- Cape Town, a major coastal city in South Africa, is going through one of the worst droughts in its history.
- Officials say that there will be a day when the city would be forced to turn off its taps, and people will have to queue up for water.
- “Day Zero” was previously scheduled to be in April, then May, but has now been moved to June 4, 2018.
Cape Town has moved back the date on which it expects to run out of water.
After three years of persistent drought, the government has warned that the coastal city would be forced to turn off most of its taps in 2018 – a date also known as “Day Zero.”
With all the taps turned off, around 20,000 residents would have to queue for water, and be subjected to a strict water-rationing system, unless they stave off the due date by harshly limiting their consumption.
Officials originally predicted that Day Zero would come on April 21, before adjusting it forward to April 12, and then backward to May 11.
On Tuesday, the city pushed the date further back to June 4, 2018.
In a statement sent to Business Insider, Cape Town’s executive deputy mayor Alderman Ian Neilson noted that water consumption in the city dropped from one billion litres of water per day in 2016, to 830 million litres per day in 2017, to 526 million litres per day today.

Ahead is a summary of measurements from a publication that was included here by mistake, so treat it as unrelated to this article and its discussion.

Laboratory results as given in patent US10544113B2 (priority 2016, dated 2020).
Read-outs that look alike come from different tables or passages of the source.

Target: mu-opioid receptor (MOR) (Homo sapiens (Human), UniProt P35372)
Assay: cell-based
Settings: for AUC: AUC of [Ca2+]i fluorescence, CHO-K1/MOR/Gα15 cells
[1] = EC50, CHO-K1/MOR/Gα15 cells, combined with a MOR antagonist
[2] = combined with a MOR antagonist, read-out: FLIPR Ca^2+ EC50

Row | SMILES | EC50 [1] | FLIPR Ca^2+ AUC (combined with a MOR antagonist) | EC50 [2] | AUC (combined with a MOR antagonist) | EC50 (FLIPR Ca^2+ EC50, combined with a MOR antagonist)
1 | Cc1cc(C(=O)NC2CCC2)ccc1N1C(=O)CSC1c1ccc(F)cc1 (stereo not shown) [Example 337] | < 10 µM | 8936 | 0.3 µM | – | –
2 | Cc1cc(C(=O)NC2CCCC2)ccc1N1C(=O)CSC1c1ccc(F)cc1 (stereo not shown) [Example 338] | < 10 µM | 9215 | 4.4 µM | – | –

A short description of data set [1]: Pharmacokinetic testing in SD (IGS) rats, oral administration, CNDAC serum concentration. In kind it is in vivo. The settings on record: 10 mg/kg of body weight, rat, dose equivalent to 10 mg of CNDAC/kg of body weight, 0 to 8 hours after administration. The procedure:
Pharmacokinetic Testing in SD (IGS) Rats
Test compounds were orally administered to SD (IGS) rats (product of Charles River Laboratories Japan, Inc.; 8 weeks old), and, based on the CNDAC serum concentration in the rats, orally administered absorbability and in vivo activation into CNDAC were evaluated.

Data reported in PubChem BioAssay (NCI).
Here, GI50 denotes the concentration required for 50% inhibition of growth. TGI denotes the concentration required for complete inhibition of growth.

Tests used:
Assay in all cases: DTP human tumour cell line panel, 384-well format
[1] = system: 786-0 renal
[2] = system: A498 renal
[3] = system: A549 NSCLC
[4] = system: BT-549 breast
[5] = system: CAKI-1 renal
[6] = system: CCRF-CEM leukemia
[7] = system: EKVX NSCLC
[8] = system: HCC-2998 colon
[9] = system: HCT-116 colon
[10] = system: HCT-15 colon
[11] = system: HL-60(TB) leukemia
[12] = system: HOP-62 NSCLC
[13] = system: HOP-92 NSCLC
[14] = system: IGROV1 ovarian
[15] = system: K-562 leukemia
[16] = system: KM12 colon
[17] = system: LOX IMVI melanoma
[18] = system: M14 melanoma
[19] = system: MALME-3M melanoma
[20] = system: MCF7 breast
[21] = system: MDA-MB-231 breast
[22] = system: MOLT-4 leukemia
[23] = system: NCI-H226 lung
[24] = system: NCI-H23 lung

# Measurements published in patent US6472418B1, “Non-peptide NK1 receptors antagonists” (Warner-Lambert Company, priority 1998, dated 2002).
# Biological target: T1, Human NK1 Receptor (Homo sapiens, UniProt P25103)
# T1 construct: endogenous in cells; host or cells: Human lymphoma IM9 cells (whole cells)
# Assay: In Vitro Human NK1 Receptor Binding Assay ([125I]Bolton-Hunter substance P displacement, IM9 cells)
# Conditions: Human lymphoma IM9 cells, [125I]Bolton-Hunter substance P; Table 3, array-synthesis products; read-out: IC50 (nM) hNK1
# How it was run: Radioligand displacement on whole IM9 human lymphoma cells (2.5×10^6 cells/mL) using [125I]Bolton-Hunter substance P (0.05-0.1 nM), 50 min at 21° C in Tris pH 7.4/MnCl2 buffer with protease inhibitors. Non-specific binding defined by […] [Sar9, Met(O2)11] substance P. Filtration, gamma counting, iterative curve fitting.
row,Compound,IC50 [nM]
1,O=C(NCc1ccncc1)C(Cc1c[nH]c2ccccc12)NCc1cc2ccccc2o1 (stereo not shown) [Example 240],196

The city’s goal is to reduce its total daily consumption of water to 450 million litres per day.
Neilson said: “If we continue to work as a team to lower our consumption to 450 million litres per day as required, we will become known as one of the most resilient cities in the world.”
Earlier this year the government called on citizens to limit their water usage to 50 litres per day. A five-minute shower uses around 45 litres.
To meet the challenge, residents have been storing water in jugs and collecting free water from local breweries.
Officials have also recommended that people collect and reuse their bathing water for their toilets, limit showers to two minutes, and wash their hands with hand sanitiser instead of water.
The government is worried that if people can’t conserve enough water to avoid the shutoff, there will be anarchy in the city, which is home to 4 million people.
Helen Zille, the premier of the Western Cape province, said earlier this year that the challenge faced by the city “exceeds anything a major city has had to face anywhere in the world since the Second World War or 9/11.”
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